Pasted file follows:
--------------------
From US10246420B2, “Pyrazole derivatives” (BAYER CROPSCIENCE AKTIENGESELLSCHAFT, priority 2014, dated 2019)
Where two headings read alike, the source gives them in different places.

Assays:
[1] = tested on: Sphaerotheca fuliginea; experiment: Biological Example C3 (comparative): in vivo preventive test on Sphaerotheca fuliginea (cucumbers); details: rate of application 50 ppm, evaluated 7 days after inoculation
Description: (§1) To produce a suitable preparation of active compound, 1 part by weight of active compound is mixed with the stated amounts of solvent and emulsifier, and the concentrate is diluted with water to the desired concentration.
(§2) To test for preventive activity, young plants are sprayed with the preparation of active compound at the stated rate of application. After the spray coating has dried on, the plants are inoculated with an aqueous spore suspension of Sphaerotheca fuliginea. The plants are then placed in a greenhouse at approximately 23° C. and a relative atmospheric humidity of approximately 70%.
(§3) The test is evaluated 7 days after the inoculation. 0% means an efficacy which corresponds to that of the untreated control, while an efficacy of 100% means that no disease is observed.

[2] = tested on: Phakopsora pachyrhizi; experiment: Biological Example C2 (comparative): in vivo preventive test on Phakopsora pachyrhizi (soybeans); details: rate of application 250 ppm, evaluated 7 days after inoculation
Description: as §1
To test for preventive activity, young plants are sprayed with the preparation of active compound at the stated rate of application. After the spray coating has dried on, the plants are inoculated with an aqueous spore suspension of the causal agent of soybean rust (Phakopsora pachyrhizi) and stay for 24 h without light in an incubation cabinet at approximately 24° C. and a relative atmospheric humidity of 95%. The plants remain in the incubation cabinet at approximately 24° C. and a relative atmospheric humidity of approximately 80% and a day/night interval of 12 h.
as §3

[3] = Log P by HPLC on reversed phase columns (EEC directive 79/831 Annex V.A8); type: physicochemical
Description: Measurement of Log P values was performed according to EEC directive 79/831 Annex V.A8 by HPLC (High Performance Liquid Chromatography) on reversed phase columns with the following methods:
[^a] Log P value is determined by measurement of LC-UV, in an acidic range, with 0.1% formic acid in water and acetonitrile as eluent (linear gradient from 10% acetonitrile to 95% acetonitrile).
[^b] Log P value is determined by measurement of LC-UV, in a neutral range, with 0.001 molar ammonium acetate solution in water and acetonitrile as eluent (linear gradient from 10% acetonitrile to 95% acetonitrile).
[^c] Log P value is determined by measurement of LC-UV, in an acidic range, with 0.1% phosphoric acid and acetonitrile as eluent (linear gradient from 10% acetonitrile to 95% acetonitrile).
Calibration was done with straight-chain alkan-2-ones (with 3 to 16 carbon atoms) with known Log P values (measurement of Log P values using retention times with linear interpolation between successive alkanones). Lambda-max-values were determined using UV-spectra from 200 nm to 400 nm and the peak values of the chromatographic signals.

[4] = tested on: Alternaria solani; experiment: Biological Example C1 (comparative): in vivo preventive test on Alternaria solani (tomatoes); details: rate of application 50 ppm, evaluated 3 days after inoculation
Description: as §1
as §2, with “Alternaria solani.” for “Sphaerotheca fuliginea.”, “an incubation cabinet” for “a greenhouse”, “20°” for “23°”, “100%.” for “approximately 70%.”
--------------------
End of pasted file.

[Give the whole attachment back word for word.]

From US10246420B2, “Pyrazole derivatives” (BAYER CROPSCIENCE AKTIENGESELLSCHAFT, priority 2014, dated 2019)
Where two headings read alike, the source gives them in different places.

Assays:
[1] = tested on: Sphaerotheca fuliginea; experiment: Biological Example C3 (comparative): in vivo preventive test on Sphaerotheca fuliginea (cucumbers); details: rate of application 50 ppm, evaluated 7 days after inoculation
Description: (§1) To produce a suitable preparation of active compound, 1 part by weight of active compound is mixed with the stated amounts of solvent and emulsifier, and the concentrate is diluted with water to the desired concentration.
(§2) To test for preventive activity, young plants are sprayed with the preparation of active compound at the stated rate of application. After the spray coating has dried on, the plants are inoculated with an aqueous spore suspension of Sphaerotheca fuliginea. The plants are then placed in a greenhouse at approximately 23° C. and a relative atmospheric humidity of approximately 70%.
(§3) The test is evaluated 7 days after the inoculation. 0% means an efficacy which corresponds to that of the untreated control, while an efficacy of 100% means that no disease is observed.

[2] = tested on: Phakopsora pachyrhizi; experiment: Biological Example C2 (comparative): in vivo preventive test on Phakopsora pachyrhizi (soybeans); details: rate of application 250 ppm, evaluated 7 days after inoculation
Description: as §1
To test for preventive activity, young plants are sprayed with the preparation of active compound at the stated rate of application. After the spray coating has dried on, the plants are inoculated with an aqueous spore suspension of the causal agent of soybean rust (Phakopsora pachyrhizi) and stay for 24 h without light in an incubation cabinet at approximately 24° C. and a relative atmospheric humidity of 95%. The plants remain in the incubation cabinet at approximately 24° C. and a relative atmospheric humidity of approximately 80% and a day/night interval of 12 h.
as §3

[3] = Log P by HPLC on reversed phase columns (EEC directive 79/831 Annex V.A8); type: physicochemical
Description: Measurement of Log P values was performed according to EEC directive 79/831 Annex V.A8 by HPLC (High Performance Liquid Chromatography) on reversed phase columns with the following methods:
[^a] Log P value is determined by measurement of LC-UV, in an acidic range, with 0.1% formic acid in water and acetonitrile as eluent (linear gradient from 10% acetonitrile to 95% acetonitrile).
[^b] Log P value is determined by measurement of LC-UV, in a neutral range, with 0.001 molar ammonium acetate solution in water and acetonitrile as eluent (linear gradient from 10% acetonitrile to 95% acetonitrile).
[^c] Log P value is determined by measurement of LC-UV, in an acidic range, with 0.1% phosphoric acid and acetonitrile as eluent (linear gradient from 10% acetonitrile to 95% acetonitrile).
Calibration was done with straight-chain alkan-2-ones (with 3 to 16 carbon atoms) with known Log P values (measurement of Log P values using retention times with linear interpolation between successive alkanones). Lambda-max-values were determined using UV-spectra from 200 nm to 400 nm and the peak values of the chromatographic signals.

[4] = tested on: Alternaria solani; experiment: Biological Example C1 (comparative): in vivo preventive test on Alternaria solani (tomatoes); details: rate of application 50 ppm, evaluated 3 days after inoculation
Description: as §1
as §2, with “Alternaria solani.” for “Sphaerotheca fuliginea.”, “an incubation cabinet” for “a greenhouse”, “20°” for “23°”, “100%.” for “approximately 70%.”